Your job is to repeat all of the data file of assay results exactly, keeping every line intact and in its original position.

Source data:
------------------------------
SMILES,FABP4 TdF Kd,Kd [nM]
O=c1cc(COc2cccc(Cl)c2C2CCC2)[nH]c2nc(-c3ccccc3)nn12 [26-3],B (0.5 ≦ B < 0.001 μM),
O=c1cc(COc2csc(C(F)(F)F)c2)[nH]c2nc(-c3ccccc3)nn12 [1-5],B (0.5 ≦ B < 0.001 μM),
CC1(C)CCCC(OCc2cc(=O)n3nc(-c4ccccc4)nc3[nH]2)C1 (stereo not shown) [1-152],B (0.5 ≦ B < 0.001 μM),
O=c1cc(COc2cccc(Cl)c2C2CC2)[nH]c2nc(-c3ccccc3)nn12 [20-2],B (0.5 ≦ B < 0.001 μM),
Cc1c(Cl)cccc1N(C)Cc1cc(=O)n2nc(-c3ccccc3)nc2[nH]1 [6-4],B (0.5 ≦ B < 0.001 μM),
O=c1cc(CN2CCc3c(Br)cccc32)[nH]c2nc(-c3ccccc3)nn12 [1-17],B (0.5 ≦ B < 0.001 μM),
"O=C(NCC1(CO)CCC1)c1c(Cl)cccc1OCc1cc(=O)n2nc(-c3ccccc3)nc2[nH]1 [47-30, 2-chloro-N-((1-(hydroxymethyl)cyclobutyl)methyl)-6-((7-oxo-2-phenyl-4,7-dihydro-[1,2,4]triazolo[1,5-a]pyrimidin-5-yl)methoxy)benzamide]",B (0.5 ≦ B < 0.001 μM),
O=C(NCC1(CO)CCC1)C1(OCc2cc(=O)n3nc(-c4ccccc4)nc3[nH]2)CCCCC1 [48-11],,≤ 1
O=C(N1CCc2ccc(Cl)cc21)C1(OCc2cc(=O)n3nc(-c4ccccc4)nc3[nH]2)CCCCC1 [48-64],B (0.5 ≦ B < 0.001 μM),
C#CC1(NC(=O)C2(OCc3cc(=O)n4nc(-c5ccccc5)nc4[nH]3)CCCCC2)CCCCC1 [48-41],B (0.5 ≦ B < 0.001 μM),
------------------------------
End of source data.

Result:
SMILES,FABP4 TdF Kd,Kd [nM]
O=c1cc(COc2cccc(Cl)c2C2CCC2)[nH]c2nc(-c3ccccc3)nn12 [26-3],B (0.5 ≦ B < 0.001 μM),
O=c1cc(COc2csc(C(F)(F)F)c2)[nH]c2nc(-c3ccccc3)nn12 [1-5],B (0.5 ≦ B < 0.001 μM),
CC1(C)CCCC(OCc2cc(=O)n3nc(-c4ccccc4)nc3[nH]2)C1 (stereo not shown) [1-152],B (0.5 ≦ B < 0.001 μM),
O=c1cc(COc2cccc(Cl)c2C2CC2)[nH]c2nc(-c3ccccc3)nn12 [20-2],B (0.5 ≦ B < 0.001 μM),
Cc1c(Cl)cccc1N(C)Cc1cc(=O)n2nc(-c3ccccc3)nc2[nH]1 [6-4],B (0.5 ≦ B < 0.001 μM),
O=c1cc(CN2CCc3c(Br)cccc32)[nH]c2nc(-c3ccccc3)nn12 [1-17],B (0.5 ≦ B < 0.001 μM),
"O=C(NCC1(CO)CCC1)c1c(Cl)cccc1OCc1cc(=O)n2nc(-c3ccccc3)nc2[nH]1 [47-30, 2-chloro-N-((1-(hydroxymethyl)cyclobutyl)methyl)-6-((7-oxo-2-phenyl-4,7-dihydro-[1,2,4]triazolo[1,5-a]pyrimidin-5-yl)methoxy)benzamide]",B (0.5 ≦ B < 0.001 μM),
O=C(NCC1(CO)CCC1)C1(OCc2cc(=O)n3nc(-c4ccccc4)nc3[nH]2)CCCCC1 [48-11],,≤ 1
O=C(N1CCc2ccc(Cl)cc21)C1(OCc2cc(=O)n3nc(-c4ccccc4)nc3[nH]2)CCCCC1 [48-64],B (0.5 ≦ B < 0.001 μM),
C#CC1(NC(=O)C2(OCc3cc(=O)n4nc(-c5ccccc5)nc4[nH]3)CCCCC2)CCCCC1 [48-41],B (0.5 ≦ B < 0.001 μM),